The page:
A very small number of taxpayers -- the 10% of the country that makes more than $92,400 a year -- pay 72.4% of the nation's income taxes. They're the tip of the triangle that's supporting virtually everyone and everything. Their burden keeps getting heavier.

Monday, April 13, 2009

Navy 1, Pirates 0.

Nice shooting, Navy.

It's a good start to solving the problem.

The Washington Post has more.

Saturday, April 11, 2009

The American Game

Ah, baseball season has begun - last Monday, in fact.

That said, is not too late for any baseball team to take me up on my offer. You see, my cheering on a particular team seems to have a damaging, even crippling effect on their performance.

So I will accept the highest bid to go cheer for your rival. Might as well get paid to watch my teams lose.

OK, OK. I might be kidding. But I'm watching you, Oakland. Blow it going into the playoffs again and I'm defecting to the Angels.

A new season has begun. May the best team win and your team lose. Play ball!

"A Dying Cubs Fan's Last Request" by Steve Goodman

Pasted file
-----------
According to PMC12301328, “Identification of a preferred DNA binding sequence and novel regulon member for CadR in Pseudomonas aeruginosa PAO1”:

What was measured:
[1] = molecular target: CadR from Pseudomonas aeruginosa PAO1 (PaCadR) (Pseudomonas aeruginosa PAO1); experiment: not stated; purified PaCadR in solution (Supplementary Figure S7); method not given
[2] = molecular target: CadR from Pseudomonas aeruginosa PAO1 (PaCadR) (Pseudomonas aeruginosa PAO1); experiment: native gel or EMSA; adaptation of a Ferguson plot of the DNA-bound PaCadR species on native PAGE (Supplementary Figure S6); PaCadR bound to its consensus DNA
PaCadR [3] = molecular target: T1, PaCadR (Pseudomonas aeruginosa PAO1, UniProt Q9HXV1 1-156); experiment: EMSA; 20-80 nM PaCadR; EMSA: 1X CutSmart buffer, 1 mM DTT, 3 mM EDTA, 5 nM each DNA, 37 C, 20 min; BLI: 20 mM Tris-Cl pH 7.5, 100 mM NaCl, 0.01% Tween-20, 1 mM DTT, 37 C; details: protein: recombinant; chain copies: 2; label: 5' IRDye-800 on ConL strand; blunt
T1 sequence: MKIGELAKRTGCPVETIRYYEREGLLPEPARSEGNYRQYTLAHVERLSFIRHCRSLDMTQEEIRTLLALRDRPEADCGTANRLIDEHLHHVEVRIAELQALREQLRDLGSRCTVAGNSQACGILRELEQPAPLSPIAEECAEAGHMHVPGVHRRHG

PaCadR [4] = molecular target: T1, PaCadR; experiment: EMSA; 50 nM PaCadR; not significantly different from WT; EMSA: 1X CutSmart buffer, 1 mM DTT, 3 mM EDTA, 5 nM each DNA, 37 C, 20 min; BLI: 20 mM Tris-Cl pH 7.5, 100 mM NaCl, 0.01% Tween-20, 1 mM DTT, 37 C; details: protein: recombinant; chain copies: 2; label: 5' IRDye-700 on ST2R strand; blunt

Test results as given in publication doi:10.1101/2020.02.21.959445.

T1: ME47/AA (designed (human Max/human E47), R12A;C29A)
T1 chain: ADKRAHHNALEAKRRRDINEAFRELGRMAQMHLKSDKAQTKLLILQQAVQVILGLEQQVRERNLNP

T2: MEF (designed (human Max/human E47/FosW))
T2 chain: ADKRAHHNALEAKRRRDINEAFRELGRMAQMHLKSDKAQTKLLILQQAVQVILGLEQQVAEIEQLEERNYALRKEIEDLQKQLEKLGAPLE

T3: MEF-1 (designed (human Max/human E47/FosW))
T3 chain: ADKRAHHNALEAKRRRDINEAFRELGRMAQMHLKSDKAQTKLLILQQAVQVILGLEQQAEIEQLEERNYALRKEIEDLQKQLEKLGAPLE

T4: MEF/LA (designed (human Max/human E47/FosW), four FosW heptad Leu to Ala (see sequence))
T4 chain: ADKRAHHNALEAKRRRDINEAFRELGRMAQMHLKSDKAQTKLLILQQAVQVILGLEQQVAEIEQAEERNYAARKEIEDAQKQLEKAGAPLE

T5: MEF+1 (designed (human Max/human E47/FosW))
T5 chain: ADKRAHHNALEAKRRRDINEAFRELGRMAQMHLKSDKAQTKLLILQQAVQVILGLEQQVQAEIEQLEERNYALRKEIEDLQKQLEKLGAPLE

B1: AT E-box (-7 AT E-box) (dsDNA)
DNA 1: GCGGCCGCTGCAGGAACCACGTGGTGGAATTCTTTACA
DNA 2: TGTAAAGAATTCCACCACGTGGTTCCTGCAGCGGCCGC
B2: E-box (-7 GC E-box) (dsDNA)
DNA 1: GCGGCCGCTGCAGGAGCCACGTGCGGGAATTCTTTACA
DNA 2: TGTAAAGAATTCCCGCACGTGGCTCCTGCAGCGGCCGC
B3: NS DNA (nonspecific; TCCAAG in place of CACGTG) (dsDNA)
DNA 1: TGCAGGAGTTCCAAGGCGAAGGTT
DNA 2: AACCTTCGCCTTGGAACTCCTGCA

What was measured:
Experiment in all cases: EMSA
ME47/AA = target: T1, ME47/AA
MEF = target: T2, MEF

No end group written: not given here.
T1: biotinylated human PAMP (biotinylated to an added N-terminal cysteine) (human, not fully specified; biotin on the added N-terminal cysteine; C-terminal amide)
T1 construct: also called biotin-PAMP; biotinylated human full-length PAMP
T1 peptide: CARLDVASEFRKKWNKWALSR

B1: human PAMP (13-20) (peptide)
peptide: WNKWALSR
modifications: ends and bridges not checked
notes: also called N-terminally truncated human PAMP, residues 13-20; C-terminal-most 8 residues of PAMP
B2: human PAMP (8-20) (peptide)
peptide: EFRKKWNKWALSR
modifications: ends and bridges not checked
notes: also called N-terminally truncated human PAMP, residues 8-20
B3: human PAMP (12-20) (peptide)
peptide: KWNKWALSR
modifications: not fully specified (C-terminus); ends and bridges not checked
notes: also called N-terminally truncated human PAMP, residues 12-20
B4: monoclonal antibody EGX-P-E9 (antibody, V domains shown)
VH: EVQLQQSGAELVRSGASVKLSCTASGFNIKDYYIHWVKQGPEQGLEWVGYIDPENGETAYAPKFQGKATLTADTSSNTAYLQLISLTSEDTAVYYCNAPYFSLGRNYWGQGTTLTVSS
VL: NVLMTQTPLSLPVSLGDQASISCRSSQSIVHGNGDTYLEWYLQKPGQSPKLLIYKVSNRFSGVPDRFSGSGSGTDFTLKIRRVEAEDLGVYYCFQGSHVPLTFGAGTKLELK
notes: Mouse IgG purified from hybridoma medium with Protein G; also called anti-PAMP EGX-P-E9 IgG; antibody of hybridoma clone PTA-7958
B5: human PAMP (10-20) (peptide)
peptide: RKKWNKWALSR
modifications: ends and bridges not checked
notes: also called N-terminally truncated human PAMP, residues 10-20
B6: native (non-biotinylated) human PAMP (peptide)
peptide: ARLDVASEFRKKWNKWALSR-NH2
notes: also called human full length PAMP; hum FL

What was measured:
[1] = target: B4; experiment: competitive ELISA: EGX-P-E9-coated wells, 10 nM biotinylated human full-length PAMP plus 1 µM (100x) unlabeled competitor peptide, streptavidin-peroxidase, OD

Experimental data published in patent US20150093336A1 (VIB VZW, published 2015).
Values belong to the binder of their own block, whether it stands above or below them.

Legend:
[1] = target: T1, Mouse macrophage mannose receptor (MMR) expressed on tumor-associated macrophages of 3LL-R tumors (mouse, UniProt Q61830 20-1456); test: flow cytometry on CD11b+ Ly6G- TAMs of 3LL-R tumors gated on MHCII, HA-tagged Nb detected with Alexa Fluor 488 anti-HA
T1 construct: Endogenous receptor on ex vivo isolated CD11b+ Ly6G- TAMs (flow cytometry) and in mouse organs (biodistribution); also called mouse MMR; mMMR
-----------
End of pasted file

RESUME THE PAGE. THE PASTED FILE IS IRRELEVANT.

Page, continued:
Friday, April 10, 2009


Continuing in our rock vein:

O.A.R., "Shattered."

Spread the Wealth

Seen at The Corner:

What's the Big Deal? [Jonah Goldberg]

All pirates are doing is spreading the wealth around.

Wanted: Ambassador to the Vatican

Have you seen these?

"Marriage: A Hill To Die On,"
by Robert Stacy McCain.

"Electricity Grid in the U.S. Penetrated by Spies."

Missile Defense Funding Cut - Immediately after North Korea tests a long range missile. No, I don't get it either.

The Furo Questus

Whomever is currently running the State Department should be fired.

A series of failures of protocol continues, as The Other McCain notes and as reported in the Washington Times:
The Vatican has quietly rejected at least three of President Obama's candidates to serve as U.S. ambassador to the Holy See because they support abortion, and the White House might be running out of time to find an acceptable envoy before Mr. Obama travels to Rome in July, when he hopes to meet Pope Benedict XVI.